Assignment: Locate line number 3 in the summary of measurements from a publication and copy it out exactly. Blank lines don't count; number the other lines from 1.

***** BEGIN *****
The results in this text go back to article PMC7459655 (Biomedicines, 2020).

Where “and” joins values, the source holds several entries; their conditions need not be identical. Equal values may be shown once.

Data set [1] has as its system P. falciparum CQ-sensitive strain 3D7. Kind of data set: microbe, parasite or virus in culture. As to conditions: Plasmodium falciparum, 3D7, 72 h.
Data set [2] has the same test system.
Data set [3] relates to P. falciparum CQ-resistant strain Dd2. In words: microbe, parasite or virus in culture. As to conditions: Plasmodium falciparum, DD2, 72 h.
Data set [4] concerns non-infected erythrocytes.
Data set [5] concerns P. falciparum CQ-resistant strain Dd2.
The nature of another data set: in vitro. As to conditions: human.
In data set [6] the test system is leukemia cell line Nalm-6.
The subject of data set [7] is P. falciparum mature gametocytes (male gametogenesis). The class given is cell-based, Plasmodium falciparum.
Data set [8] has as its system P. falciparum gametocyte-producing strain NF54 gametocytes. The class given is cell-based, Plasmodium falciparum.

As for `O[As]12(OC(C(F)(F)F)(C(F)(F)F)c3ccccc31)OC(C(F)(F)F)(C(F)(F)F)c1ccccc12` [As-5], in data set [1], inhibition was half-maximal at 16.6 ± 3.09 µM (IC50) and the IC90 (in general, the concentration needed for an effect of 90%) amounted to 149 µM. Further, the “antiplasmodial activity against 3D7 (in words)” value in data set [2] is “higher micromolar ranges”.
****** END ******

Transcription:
Data set [1] has as its system P. falciparum CQ-sensitive strain 3D7. Kind of data set: microbe, parasite or virus in culture. As to conditions: Plasmodium falciparum, 3D7, 72 h.